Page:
THE SIEGE OF GERGOVIA. SPRING, 52 B. C.
THE height of Gergovia stands twelve hundred feet above the plain, and has at the summit a plateau over a mile long. It could be attacked most easily from the south. Vercingetorix had drawn up his forces on this slope. So soon as the Romans arrived, cavalry skirmishes became common, but the Gallic infantry remained behind the defenses. Cæsar camped southeast of the town and later seized a hill on its south, intrenched a second camp, and joined the two camps by works. This cut the Gergovians off from the river, and made their water supply uncertain. The Ædui, Cæsar's chief allies, had been giving him anxiety; rebellion now broke out in their army, which was on its way to join him. Caesar left Fabius in command at Gergovia, made a speedy march to the rear, brought the rebels to terms, and returned. In twenty-four hours, his column of four legions had marched fifty miles. After due consideration, Cæsar determined to assault Gergovia. He laid his plans skillfully. Sending a force to make a demonstration against the west front, which the Gauls felt was not very strong, he drew all the Gallic troops to that quarter. He then suddenly threw forward his legions, which gallantly advanced and reached the very walls of the town. But they had not been furnished with scaling-ladders; few only mounted the top of the walls; the Gauls returned from the western front; Cæsar was driven back with heavy loss. He essays to gloss over this defeat in the Commentaries, but the facts are plain. The Ædui now broke out into open revolt, and Cæsar had to give over the siege. He had been roundly defeated.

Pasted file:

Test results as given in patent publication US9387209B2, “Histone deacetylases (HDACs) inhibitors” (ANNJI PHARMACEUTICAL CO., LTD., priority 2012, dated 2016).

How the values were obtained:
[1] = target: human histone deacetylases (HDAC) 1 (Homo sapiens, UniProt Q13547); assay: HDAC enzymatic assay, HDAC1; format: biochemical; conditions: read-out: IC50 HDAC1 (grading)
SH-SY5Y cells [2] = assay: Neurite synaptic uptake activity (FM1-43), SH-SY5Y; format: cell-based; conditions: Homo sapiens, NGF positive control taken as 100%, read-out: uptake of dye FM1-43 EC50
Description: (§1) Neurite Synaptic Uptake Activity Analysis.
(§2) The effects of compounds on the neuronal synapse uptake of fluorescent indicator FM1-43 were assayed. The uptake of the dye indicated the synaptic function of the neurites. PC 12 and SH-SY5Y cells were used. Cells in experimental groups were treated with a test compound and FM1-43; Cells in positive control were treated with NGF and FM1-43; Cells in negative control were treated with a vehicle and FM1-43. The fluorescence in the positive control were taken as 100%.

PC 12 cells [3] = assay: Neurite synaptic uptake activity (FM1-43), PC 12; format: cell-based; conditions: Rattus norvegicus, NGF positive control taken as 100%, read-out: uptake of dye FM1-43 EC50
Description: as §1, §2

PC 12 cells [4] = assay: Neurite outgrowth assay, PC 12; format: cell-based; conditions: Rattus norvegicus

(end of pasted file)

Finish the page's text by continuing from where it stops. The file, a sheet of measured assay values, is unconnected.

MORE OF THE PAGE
IN five days' march, the first one being short on account of the fatigue of the column which moved up the river and back, and the last one short because he reached Gergovia early in the day, Cæsar arrived at the capital of the Arverni. The enemy opposed him only by a slight cavalry skirmish, and then retired to the upper slope of the very high hill on which the town was built, where, outside the wall of the oppidum, they camped.